Access to Information Orders

Decision Information

Summary:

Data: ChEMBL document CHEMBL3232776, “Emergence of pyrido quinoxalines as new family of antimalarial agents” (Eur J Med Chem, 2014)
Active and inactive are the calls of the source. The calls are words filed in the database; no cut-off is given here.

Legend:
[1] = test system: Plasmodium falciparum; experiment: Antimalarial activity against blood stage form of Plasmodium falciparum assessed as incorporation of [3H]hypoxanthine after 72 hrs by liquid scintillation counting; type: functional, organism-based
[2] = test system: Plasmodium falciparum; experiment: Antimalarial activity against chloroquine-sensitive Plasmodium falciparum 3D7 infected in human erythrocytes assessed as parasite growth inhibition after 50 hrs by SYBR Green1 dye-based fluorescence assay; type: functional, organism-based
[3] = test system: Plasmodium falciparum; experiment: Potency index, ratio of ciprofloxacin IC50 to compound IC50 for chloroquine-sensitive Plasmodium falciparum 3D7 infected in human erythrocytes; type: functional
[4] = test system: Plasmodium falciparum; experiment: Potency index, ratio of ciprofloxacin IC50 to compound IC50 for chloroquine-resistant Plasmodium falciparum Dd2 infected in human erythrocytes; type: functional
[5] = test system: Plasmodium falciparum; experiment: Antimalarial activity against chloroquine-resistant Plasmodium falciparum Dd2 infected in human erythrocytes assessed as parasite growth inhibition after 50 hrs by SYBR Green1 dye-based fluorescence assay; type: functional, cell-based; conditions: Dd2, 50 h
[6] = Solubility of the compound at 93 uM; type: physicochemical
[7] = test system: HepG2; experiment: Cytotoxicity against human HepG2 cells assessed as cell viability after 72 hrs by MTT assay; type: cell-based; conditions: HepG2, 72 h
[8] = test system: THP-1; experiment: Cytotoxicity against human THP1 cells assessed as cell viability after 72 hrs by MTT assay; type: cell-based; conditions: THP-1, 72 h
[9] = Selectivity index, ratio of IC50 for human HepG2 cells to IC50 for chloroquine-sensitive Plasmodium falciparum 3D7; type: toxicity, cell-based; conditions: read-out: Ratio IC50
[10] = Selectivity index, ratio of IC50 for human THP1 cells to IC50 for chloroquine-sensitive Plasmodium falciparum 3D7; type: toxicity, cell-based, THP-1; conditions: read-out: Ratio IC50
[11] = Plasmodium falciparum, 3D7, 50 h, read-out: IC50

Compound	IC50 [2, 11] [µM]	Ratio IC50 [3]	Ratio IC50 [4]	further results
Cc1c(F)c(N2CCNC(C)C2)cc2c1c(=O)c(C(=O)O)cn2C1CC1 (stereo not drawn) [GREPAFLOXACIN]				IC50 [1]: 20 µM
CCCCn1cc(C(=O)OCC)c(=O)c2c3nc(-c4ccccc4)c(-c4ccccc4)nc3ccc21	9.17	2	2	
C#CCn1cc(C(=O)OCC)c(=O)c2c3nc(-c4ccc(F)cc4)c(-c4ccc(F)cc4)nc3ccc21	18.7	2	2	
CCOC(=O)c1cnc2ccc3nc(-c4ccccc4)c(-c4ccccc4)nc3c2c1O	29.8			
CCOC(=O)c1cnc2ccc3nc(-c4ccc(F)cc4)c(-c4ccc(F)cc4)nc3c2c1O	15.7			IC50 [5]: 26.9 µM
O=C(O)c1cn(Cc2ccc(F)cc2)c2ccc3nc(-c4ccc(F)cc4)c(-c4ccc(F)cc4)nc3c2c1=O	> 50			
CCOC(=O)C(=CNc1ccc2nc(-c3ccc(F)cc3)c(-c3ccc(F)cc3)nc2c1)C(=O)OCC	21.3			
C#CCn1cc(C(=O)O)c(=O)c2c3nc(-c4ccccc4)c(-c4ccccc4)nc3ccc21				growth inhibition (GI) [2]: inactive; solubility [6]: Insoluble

NATURE OF THE APPEAL: The Ministry of Health (now the Ministry of Health and Long-Term Care) (the Ministry) received a request under the Freedom of Information and Protection of Privacy Act (the Act ) for access to the following information: the number of obstetricians/gynaecologists billing the Ontario Health Insurance Plan (OHIP) in each of 1993, 1994, 1995, 1996 and 1997; the number of obstetricians/gynaecologists billing OHIP for one or more therapeutic abortions in each of the years listed above; and the number of therapeutic abortions billed to OHIP in each of the years listed above. The Ministry located three records, each one responsive to one part of the request. The Ministry described the records as follows: Record 1 Distribution of Ontario Licensed Physicians By OHIP Payment Level and Specialty Record 2 Obstetricians/Gynaecologists Billing Fee Schedule Codes S752 and S785 Record 3 Fee Schedule Code Analysis of S752 and S785 "Therapeutic Abortion" Codes. The Ministry has further explained that Record 2 is a report which lists, by the requested fiscal years, the number of Obstetricians/Gynaecologists who billed OHIP under two "therapeutic abortion" codes, and Record 3 is a report which states the total number of "therapeutic abortion" claims paid in each of the requested fiscal years. The Ministry granted partial access to Record 1, stating that the remaining portions of the record were not responsive to the request since they relate to specialties other than Obstetrics/Gynaecology. The Ministry denied access in full to Records 2 and 3 on the basis of the exemptions at section 14 (law enforcement) and 20 (danger to safety or health) of the Act . With respect to section 14, the Ministry stated: … Clauses 14(1)(e) [danger to life or physical safety] and 14(1)(i) [danger to security of a building] have been used to support [the section 14] exemption … In exercising the discretion to exempt this portion of the record the possibility that the disclosure of abortion related statistics may endanger the safety of service providers was considered. With respect to section 20, the Ministry stated: … As mentioned above, the disclosure of abortion related statistics may endanger the safety of service providers. The requester, now the appellant, appealed the Ministry's decision to deny access to Records 2 and 3. The appellant does not take issue with the Ministry's decision regarding Record 1. In his letter of appeal, the appellant stated: … The access request was specifically framed to avoid such situations by not requesting information for individual communities but rather the entire province as a whole, and not requesting information which could identify any individual. No information is sought other than raw historical statistical information and the ministry's suggestion that province-wide numbers could lead to harm to an individual is absurd. I sent a Notice of Inquiry setting out the issues in the appeal to the appellant and the Ministry. I received representations from both parties. DISCUSSION: INTRODUCTION The Ministry provides background information relating generally to the abortion issue before providing specific representations on the section 14(1) and 20 exemptions: Few issues have the staying power of the debate on abortion. In what has been termed "the increasingly deadly abortion debate", both sides, Pro Life and Pro Choice, continue to polarize society with noisy and intimidating public protests, sometimes requiring the forceful separation by police of opposite sides in abortion demonstrations. Attached to these representations are a number of recent media reports that illustrate the frightening context in which the providers of therapeutic abortion services must pursue their work. The fear generated by opponents of abortion extends to the families of providers, as well as to their patients, their staff and co-workers. Hospitals and free-standing clinics themselves are under threat, requiring constant security measures to be in place. The government's and the ministry's position is that abortion services are medically necessary and must continue to be as equally accessible as possible for women across the province. This accords with the principles of the Canada Health Act , and requires that the provision of abortions services must be defended from any threatened disruption. The violent acts in which the more extreme participants in the abortion debate increasingly engage include emotional and physical harassment, death threats, and attempted and realized murder. Such acts have forced many physicians to stop providing abortion services because of concerns for their physical safety and that of their families. This in turn has placed in serious jeopardy fulfilment of the goal of providing access to abortions sufficient to meet demand. The ministry therefore views with grave concern the disclosure of any information which could result in individual physicians and/or medical facilities declining to provide abortion services. It is equally concerned when information is disclosed that could result in harassment and intimidation of women seeking abortion services, services which are their right. In years past the ministry's annual statistics on total numbers of abortions provided in the province, or numbers of providers, would have been, and were, disclosed as routinely as statistics on many other OHIP-insured services. Today, even such overall indications of how few or how many abortions are being performed are enough to inflame passions on one or other side of the abortion debate. Pro Choice groups use the figures to argue for an increase in the availability of aborti